Rewriting our equation with a learning rate

$\theta = 2 – \alpha (2 \times 1.5 – 1.5)1.5$

Let’s set $\alpha$ to a reasonable value say 0.25

$\alpha = 0.25$

$\theta = 2 – 0.25 (2 \times 1.5 – 1.5)1.5$

Then our new $\theta$ will be

$\theta = 1.437$

Plotting our theta

In [9]:
cost(theta=1.437)


Nice, we are moving in the right direction and closer to the global optima.

What we saw was a particular solution for $\theta = 2$. To be able to apply this for any $\theta$ we need to generalize the gradient descent algorithm. For those who are mathematically inclined they can go through the equations below.

$\theta = \theta – \alpha\frac{d}{d\theta} J(\theta)$

Since $J(\theta)=\frac{1}{2m}\sum_{1}^{m}(h(x_i)-y_i)$

Then $\theta = \theta – \alpha\frac{d}{d\theta} \frac{1}{2m}\sum_{1}^{m}(h(x_i)-y_i)^2$

Using the chain rule

$\frac{d}{d\theta} \frac{1}{2m}\sum_{1}^{m}(h(x_i)-y_i)^2 = \frac{2}{2m}\sum_{1}^{m}(h(x_i)-y_i) \times \frac{d}{d\theta} h(x)$

And since $h(x) = \theta x$ it’s derivative with respect to $\theta$ will be $x$

This reduces to

$\theta = \theta – \alpha \frac{1}{m}\sum_{1}^{m}(h(x_i) – y_i)x_i$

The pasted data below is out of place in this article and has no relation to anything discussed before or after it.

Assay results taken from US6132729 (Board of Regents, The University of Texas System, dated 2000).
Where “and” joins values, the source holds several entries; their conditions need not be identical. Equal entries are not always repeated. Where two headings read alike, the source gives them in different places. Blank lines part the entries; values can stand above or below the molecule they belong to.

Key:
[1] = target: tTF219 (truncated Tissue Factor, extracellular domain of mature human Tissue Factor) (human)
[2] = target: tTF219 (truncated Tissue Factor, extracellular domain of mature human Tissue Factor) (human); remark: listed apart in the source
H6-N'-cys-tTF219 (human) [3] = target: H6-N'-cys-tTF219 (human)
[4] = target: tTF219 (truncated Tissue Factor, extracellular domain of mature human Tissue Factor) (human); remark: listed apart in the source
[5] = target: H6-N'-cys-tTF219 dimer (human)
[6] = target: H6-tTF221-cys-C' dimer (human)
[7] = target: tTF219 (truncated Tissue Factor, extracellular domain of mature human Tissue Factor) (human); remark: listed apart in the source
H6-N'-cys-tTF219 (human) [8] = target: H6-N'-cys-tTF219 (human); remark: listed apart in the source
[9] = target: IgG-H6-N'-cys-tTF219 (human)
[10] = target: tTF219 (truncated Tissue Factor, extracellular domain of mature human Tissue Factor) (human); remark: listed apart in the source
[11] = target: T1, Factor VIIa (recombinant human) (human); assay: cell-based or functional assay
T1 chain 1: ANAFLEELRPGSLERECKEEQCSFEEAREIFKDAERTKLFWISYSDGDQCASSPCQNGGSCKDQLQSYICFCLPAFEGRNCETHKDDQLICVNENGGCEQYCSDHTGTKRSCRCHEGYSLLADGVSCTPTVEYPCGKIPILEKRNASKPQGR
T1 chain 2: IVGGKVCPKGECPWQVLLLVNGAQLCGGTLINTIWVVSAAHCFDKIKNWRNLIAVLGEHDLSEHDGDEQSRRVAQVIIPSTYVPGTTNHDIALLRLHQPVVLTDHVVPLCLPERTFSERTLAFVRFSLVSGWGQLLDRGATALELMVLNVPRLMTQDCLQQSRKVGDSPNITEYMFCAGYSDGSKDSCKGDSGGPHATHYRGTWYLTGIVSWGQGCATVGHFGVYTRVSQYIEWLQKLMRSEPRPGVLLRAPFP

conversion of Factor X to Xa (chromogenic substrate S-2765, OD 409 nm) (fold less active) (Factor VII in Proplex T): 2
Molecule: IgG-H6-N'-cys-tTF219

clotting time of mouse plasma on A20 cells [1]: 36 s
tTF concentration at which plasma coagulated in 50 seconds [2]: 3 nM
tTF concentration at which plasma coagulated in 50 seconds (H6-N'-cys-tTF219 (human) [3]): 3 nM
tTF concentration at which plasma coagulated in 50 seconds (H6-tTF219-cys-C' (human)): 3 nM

We can express the above equation in python

In [10]:
def gradient_descent(theta, learning_rate=0.15):
total = 0
m = len(df.index)

for i, training_set in df.iterrows():
prediction = hypothesis(theta, training_set['area'])
error = prediction - training_set['price']
total += (error * training_set['area'])

new_theta = theta - ((learning_rate / m) * total)
return new_theta


#### Taking gradient descent for a spin¶

In [11]:
def learn():
theta = 3
count = 0

while (count < 10):
count += 1
print(theta)
return theta

learn()

0.75
1.03125
0.99609375
1.00048828125
0.99993896484375
1.0000076293945312
0.9999990463256836
1.0000001192092896
0.9999999850988388
1.0000000018626451

Out[11]:
1.0000000018626451

As we can see, $\theta$ gets closer and closer to the desired value 1.